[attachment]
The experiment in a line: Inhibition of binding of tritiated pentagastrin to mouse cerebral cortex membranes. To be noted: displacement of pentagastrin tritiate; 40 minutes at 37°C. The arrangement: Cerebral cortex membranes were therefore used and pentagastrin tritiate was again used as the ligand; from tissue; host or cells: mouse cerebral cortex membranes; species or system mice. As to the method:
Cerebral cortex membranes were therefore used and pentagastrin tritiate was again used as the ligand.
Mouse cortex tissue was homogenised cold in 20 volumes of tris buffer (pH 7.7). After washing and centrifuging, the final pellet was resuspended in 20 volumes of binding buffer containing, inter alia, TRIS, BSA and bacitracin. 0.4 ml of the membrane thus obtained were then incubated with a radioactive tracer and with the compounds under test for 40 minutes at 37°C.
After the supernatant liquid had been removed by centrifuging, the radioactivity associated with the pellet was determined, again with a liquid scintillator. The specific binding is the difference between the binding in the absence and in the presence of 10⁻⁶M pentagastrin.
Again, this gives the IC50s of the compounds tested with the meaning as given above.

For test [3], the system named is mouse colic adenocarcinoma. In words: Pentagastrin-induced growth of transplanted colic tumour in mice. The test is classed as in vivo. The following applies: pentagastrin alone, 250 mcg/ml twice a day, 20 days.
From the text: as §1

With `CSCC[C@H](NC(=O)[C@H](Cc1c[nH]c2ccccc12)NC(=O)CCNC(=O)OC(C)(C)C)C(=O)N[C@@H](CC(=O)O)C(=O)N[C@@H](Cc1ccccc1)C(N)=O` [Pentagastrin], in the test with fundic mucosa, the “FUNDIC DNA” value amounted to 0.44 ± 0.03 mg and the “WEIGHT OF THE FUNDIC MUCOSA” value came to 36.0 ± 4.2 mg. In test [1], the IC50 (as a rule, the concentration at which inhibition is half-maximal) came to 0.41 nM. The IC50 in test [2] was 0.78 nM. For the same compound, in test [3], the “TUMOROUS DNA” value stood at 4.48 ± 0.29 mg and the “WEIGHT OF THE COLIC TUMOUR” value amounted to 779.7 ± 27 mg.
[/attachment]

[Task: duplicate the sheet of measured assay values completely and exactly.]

The experiment in a line: Inhibition of binding of tritiated pentagastrin to mouse cerebral cortex membranes. To be noted: displacement of pentagastrin tritiate; 40 minutes at 37°C. The arrangement: Cerebral cortex membranes were therefore used and pentagastrin tritiate was again used as the ligand; from tissue; host or cells: mouse cerebral cortex membranes; species or system mice. As to the method:
Cerebral cortex membranes were therefore used and pentagastrin tritiate was again used as the ligand.
Mouse cortex tissue was homogenised cold in 20 volumes of tris buffer (pH 7.7). After washing and centrifuging, the final pellet was resuspended in 20 volumes of binding buffer containing, inter alia, TRIS, BSA and bacitracin. 0.4 ml of the membrane thus obtained were then incubated with a radioactive tracer and with the compounds under test for 40 minutes at 37°C.
After the supernatant liquid had been removed by centrifuging, the radioactivity associated with the pellet was determined, again with a liquid scintillator. The specific binding is the difference between the binding in the absence and in the presence of 10⁻⁶M pentagastrin.
Again, this gives the IC50s of the compounds tested with the meaning as given above.

For test [3], the system named is mouse colic adenocarcinoma. In words: Pentagastrin-induced growth of transplanted colic tumour in mice. The test is classed as in vivo. The following applies: pentagastrin alone, 250 mcg/ml twice a day, 20 days.
From the text: as §1

With `CSCC[C@H](NC(=O)[C@H](Cc1c[nH]c2ccccc12)NC(=O)CCNC(=O)OC(C)(C)C)C(=O)N[C@@H](CC(=O)O)C(=O)N[C@@H](Cc1ccccc1)C(N)=O` [Pentagastrin], in the test with fundic mucosa, the “FUNDIC DNA” value amounted to 0.44 ± 0.03 mg and the “WEIGHT OF THE FUNDIC MUCOSA” value came to 36.0 ± 4.2 mg. In test [1], the IC50 (as a rule, the concentration at which inhibition is half-maximal) came to 0.41 nM. The IC50 in test [2] was 0.78 nM. For the same compound, in test [3], the “TUMOROUS DNA” value stood at 4.48 ± 0.29 mg and the “WEIGHT OF THE COLIC TUMOUR” value amounted to 779.7 ± 27 mg.